A doctor, whose focus is on public health, says he will soon dispense opioids through a vending machine in Vancouver’s Downtown Eastside to prevent overdoses from fentanyl-laced street drugs.
Dr. Mark Tyndall says the machine that’s been created in Toronto would scan a patient’s hand for identification, then dispense a pre-programmed number of hydromorphone pills – a substitute for heroin.
Tyndall, who’s also a professor of medicine at UBC, says the pills cost about 35 cents each and focus groups with drug users have suggested most people would need about 10 to 16 pills a day.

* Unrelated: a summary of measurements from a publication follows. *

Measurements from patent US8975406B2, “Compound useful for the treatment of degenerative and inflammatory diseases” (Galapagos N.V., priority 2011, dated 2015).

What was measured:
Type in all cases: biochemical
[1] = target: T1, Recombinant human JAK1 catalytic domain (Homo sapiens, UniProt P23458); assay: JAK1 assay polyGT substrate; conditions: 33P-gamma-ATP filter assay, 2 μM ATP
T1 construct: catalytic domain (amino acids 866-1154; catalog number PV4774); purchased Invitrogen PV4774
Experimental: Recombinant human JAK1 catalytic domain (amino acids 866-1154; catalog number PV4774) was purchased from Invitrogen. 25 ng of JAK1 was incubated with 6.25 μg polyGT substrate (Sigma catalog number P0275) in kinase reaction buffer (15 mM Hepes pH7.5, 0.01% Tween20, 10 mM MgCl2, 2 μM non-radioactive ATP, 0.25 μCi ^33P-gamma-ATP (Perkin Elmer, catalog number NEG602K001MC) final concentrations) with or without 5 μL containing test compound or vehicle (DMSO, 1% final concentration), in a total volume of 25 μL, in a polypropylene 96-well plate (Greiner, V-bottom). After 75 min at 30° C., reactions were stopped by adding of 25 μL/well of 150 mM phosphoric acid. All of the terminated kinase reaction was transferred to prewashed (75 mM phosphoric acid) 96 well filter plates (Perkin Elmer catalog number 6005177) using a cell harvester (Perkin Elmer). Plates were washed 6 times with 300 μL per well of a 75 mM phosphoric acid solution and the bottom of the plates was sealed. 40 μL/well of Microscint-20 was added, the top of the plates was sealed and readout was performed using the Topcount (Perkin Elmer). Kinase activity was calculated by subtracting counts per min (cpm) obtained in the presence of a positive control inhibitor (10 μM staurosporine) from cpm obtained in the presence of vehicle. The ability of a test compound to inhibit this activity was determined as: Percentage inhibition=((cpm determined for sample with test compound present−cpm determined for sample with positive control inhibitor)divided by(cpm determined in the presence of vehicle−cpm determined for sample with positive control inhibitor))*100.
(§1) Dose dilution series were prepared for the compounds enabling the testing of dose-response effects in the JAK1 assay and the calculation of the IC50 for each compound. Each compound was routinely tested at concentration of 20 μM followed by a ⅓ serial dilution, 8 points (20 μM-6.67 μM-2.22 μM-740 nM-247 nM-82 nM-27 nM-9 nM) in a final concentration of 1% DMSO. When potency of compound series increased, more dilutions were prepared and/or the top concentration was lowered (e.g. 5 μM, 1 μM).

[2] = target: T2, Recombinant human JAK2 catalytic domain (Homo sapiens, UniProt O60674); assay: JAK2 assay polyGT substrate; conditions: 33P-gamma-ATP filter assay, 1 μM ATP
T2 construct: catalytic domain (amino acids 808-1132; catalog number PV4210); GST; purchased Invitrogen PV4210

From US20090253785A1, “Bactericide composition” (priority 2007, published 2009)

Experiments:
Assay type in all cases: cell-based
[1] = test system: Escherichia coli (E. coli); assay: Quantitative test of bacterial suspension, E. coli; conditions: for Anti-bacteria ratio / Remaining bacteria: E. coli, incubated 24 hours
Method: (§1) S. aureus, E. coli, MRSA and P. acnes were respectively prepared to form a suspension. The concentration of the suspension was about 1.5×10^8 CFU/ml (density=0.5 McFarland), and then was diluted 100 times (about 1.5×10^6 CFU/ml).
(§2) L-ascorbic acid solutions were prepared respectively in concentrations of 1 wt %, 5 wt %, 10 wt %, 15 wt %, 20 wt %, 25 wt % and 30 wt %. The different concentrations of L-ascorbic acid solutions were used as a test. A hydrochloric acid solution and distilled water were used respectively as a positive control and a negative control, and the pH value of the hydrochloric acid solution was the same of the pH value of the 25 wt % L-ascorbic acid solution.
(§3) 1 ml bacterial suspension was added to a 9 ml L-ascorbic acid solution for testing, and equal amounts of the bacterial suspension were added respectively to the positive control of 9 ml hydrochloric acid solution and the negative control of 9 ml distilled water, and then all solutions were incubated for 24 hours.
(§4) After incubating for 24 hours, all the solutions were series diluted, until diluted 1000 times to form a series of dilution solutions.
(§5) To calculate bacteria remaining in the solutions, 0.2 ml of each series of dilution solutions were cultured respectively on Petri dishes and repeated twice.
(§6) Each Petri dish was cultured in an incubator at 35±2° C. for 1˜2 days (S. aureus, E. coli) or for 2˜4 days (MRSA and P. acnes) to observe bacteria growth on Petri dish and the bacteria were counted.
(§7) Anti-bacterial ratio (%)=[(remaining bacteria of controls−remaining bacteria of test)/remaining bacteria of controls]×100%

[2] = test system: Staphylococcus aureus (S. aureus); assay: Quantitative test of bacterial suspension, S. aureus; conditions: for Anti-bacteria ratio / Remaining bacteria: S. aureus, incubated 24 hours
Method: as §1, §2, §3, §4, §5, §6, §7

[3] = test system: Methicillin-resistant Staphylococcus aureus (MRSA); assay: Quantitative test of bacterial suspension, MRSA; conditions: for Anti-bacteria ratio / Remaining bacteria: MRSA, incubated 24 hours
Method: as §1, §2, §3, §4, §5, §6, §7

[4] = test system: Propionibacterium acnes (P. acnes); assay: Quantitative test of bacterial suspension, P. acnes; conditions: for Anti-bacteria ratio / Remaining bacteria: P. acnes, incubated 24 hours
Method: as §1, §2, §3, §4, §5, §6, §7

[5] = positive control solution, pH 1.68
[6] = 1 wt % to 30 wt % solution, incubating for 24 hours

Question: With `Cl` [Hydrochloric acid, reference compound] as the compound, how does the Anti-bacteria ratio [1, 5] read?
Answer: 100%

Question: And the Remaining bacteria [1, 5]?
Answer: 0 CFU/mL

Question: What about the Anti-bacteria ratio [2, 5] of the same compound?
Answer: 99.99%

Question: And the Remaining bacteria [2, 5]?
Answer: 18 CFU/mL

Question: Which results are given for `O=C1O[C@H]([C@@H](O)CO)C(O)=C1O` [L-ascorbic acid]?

He says the pain medication sold under the brand name Dilaudid is typically crushed and injected by people who may have previously used OxyContin, before that drug was made more difficult to tamper with following multiple overdose deaths.
Hydromorphone is currently provided through a limited number of clinics in Vancouver offering supervised injection to those experiencing severe substance use disorder.
However, Tyndall says rigid requirements that make people return multiple times a day are impractical and expensive compared with his plan, which could be in the works within a few weeks.
The Canadian Press